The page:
U.S. Attorney John F. Walsh said in a statement only that the Justice Department’s enforcement of the Controlled Substances Act “remains unchanged.” His spokesman, Jeff Dorschner, also said that “no further statement or comment, on or off the record, will be made at this point in time.”
Justice Department spokeswoman Nanda Chitre added that the department is reviewing the ballot initiatives but would have no additional comment at this time.
Colorado moving ahead
Colorado Attorney General John W. Suthers said in a statement that despite his “strongly held belief that the legalization of marijuana on a state level is very bad public policy,” voters can be assured that his office will move forward in assisting its implementation. But he warned Colorado residents that the federal government still has the ability to criminally sanction possession, use and distribution of marijuana, even if grown, distributed and used in a single state — an enforcement responsibility upheld by the U.S. Supreme Court.
“Therefore, absent action by Congress, Coloradans should not expect to see successful legal challenges to the ability of the federal government to enforce its marijuana laws in Colorado,” he said.
Mr. Suthers called on the Justice Department to make known its intentions regarding prosecution of activities sanctioned by the state’s new law — particularly on large wholesale growers — as soon as possible to help state regulators and Colorado residents make decisions about implementation of the new law.
He also noted that while proponents of the amendment told Colorado voters that the law would impose a surtax of up to 15 percent on marijuana sales that would result in up to $40 million each year going to schools in the state, the amendment did not comply with required language under the Taxpayer Bill of Rights, and “no such tax will be imposed.”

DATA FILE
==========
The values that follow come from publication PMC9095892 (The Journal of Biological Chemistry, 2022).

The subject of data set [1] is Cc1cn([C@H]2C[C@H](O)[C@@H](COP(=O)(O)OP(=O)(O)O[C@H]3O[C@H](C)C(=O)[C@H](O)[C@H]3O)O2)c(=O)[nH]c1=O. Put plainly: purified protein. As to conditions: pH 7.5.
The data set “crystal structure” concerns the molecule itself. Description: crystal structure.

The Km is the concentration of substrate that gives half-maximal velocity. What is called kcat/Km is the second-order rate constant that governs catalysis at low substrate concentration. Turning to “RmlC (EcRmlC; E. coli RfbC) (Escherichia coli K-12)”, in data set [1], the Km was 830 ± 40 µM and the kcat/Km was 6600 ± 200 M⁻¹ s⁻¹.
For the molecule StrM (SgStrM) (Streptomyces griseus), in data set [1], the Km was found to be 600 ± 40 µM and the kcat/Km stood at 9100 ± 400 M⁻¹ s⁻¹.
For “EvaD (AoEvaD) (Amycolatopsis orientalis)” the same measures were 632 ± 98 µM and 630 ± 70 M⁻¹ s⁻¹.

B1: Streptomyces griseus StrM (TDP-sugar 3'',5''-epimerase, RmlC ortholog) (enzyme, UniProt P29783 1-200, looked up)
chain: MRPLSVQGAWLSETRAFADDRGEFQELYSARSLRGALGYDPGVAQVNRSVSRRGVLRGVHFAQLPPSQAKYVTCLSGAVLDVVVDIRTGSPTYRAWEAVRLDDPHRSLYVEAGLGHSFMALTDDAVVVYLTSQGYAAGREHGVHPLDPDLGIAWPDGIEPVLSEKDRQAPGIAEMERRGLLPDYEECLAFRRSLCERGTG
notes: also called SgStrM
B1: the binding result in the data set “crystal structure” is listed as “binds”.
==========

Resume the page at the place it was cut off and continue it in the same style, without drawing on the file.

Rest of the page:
“Instead, it will be up to the Colorado legislature whether to refer such a tax to the voters and up to the voters of Colorado whether to actually impose the tax,” he said.
Beau Kilmer, co-director of the Rand Drug Policy Research Center, said the votes in Colorado and Washington state represent “uncharted water” in the drug legalization movement. Although much of the focus will be on how federal officials respond, he said, little-known state agencies will play key roles.
“A lot of how this plays out will depend on the decisions of the state agencies regulating this,” he said.
He also said he expects ballot initiatives elsewhere in the country, though other states will be watching for any sign of intervention by federal authorities.
“How the federal government responds will send a message to other states,” Mr. Kilmer said.
While Colorado and Washington state are the first to legalize recreational marijuana, medical marijuana is legal in 17 states and the District of Columbia. It has been estimated that Los Angeles County has more medical marijuana shops than liquor stores. Despite state determinations that medicinal marijuana shops are legal, they have been the targets of raids by the Drug Enforcement Administration, prosecution by the Justice Department and sanctions by the Internal Revenue Service.
In 2010, when a ballot initiative to legalize marijuana in California was offered, Attorney General Eric H. Holder Jr. issued a warning letter saying the Justice Department would “vigorously enforce” federal drug laws if the state initiative passed — which it did not. Mr. Holder did not publicly comment on this year’s efforts to legalize marijuana in Colorado and Washington state.
While support for the amendments in Colorado and Washington state was bolstered by supporters who noted that the drug’s use for medical purposes was allowed in 17 states, the Denver-based National Conference of State Legislatures said attempts since 1972 to legalize marijuana through the ballot box have failed in California, Alaska, Oregon, Colorado and Nevada.
• Valerie Richardson in Denver contributed to this report.